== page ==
Wednesday, August 11, 2010

"Never Satisfied"

This is one of those 'what it used to be like' stories.

Before I got sober, my then-fiance (and now ex-wife) and I took a cruise up in Alaska. It was beautiful. I'll never forget the sight of waking up to the mountains as we floated by them in the iceberg-filled ocean. I really hope to get back there someday.

The cruise was supposed to be a honeymoon trip. We started planning it a year in advance. Very early on, my mom caught wind of the fact we were going. Before long, she had decided that it would be a great idea if the cruise became a family trip. She made her proposal to me which included a very sweet deal of my parents paying for most of the cost as well as upgrading our tiny cabin to a balcony room. It wasn't public information yet that the ex and I were engaged. In fact, when the inital plans were being made, I don't think it was even official between the two of us.

As time went by, the trip became even less and less like my original intentions. A trip which was supposed to be a honeymoon for my fiance and me ended up being a six-person family vacation that included both my parents, my sister, and a family friend. The cruise line we had chosen was overridden and another selected. Once onboard the cruise, it turned out to be nothing like what I'd hoped for. There were no activities on the ship for people the age of my fiance & me. In fact, the average passenger age seemed to be about 75. The food was accordingly bland and even though the ship was big, we were never far from my family--the entire trip.

At the end of the second day, I broke down. It didn't matter how drunk I got or how high I was, I was still miserable. My fiance asked what was wrong and I told her about all my frustrations with how the trip was nothing like what I'd wanted it to be. I was falling to pieces, in tears. But instead of putting her arms around me, instead of saying she understood, and that it was okay, that we'd try to make the best of things, she started crying herself. And then she screamed at me:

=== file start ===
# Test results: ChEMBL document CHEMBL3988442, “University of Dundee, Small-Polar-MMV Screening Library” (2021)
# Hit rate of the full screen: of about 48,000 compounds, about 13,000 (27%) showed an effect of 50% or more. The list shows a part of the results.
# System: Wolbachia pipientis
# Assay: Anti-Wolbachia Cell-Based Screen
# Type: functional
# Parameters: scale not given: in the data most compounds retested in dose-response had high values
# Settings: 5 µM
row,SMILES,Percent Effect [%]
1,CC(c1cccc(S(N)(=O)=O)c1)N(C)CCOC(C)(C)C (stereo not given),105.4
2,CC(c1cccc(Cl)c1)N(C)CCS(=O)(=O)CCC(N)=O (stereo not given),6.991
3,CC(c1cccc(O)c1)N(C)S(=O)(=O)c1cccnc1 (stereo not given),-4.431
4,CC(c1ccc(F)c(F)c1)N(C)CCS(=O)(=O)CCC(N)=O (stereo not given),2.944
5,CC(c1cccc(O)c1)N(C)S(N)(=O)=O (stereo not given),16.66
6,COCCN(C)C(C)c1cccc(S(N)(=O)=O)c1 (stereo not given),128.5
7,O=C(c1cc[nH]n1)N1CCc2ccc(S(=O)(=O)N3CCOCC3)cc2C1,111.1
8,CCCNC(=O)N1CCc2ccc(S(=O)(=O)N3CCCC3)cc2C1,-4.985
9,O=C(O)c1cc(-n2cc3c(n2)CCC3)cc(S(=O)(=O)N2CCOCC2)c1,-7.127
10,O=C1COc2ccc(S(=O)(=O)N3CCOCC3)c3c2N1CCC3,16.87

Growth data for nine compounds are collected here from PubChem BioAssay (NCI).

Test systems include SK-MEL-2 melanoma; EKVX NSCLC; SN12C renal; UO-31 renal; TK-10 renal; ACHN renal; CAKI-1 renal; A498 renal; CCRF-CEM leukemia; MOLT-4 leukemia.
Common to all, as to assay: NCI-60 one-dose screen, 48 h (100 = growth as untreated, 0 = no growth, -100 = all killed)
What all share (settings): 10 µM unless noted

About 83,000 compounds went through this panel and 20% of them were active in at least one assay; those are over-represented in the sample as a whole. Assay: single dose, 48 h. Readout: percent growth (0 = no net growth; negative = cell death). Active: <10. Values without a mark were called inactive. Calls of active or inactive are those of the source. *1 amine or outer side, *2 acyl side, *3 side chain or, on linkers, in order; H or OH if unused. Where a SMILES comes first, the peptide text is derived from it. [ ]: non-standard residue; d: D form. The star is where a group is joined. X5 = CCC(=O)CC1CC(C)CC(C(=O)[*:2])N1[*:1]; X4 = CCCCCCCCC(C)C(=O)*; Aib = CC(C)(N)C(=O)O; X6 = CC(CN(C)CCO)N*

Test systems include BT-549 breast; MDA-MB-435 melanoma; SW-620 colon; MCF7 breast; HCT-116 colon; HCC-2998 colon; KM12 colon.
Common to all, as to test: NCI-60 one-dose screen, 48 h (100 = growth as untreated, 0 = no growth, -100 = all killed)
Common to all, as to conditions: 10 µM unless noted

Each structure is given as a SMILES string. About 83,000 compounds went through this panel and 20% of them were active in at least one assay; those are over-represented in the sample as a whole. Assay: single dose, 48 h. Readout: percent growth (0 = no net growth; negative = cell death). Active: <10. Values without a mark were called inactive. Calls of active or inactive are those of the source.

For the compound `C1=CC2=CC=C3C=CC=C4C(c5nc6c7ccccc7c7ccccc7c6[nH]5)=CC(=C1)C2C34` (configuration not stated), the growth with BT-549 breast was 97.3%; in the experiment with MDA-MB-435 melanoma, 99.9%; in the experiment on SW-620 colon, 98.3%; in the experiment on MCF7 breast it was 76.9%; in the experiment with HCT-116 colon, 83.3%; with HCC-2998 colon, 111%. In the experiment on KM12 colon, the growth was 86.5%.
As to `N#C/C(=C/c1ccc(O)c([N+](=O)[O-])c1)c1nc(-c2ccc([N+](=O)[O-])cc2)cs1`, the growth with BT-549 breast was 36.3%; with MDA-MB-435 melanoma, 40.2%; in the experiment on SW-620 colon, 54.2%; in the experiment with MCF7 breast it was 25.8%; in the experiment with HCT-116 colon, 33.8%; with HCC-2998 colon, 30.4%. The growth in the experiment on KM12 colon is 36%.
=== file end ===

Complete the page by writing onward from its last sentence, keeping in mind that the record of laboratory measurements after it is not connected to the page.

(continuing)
"You're never satisfied!!!"

Sometimes, I think back on that trip and wonder if my impression of the natural beauty of Alaska isn't even more vivid because the rest of the trip was so miserable. And I think, too, that one of the reasons the memory stays with me is because it was such a confluence of so many issues from my life. I can look at it and own my shit now, of course. I fourth-stepped this trip a long time ago: I was the one who failed to stand up to my mother. I was the one who let myself be swayed by my parents' money. I was the one who chose to marry my ex-wife. I was the one who chose to stay with her even after I'd been given multiple examples of her not being supportive and emotionally unavailable. And I was the one who wasn't present for my life because I chose instead to be loaded all the time.

This comment, though, this idea of never being satisfied, it stays with me. It is true that I am much more satisfied now than I ever have been before, but fully satisfied? Not really. Is anyone ever? Maybe. There are probably many people who are totally satisfied with their lives, don't feel the need for change, don't want more, etc. I'm not one of those. I don't think it's a disease thing so much, though my disease can definitely amplify this feeling. I think it goes back to the being a seeker aspect of myself. There's also the issue here of perfection. Part of my not being satisfied does come from that knee-jerk yearning for perfection. Because I learned growing up that everything is supposed to be perfect, that I'm supposed to be perfect, and if everything isn't perfect, well then it's my fault for not making it so and I'm a failure. That part of it, that is definitely my disease.

I can't do anything about the past. I can't go back and tell my mom, "No, mom, this trip is just for me and ____." I can't go back and un-marry my ex, or talk to the me of the past and wake him up to the fact that he deserves better than the day-to-day heartache of being with someone who isn't what he needs and can never be. All I can do is keep moving forward and do my best to not make the same mistakes. I can have boundaries with my parents and keep them strong. I can make sure that I get involved with women who are truly loving and supportive and know how to show it. And I can stay sober so that I can show up for my life; it's what makes the first two possible, after all.

There is a healthy way to never be satisfied. It looks like this: being grateful for how good things are and still striving to make them better. It's being in touch with yourself, knowing you are enough, and continuing to strive for improvement in the areas that need work--because there's always areas that could be better.

Not everyone lives their life this way, or has to, but I do. The issue today isn't so much one of not being satisfied, it's one of being a seeker, someone who is trying to get as much out of life as possible. Because life is short. Because, really, I'm not even supposed to be here, above ground. For whatever reason, God has decided to keep me around, and one of the ways I show gratitude for that gift, the gift of my very life, is by pursuing it to the fullest.

So yeah, I'm never satisfied. How 'bout that?

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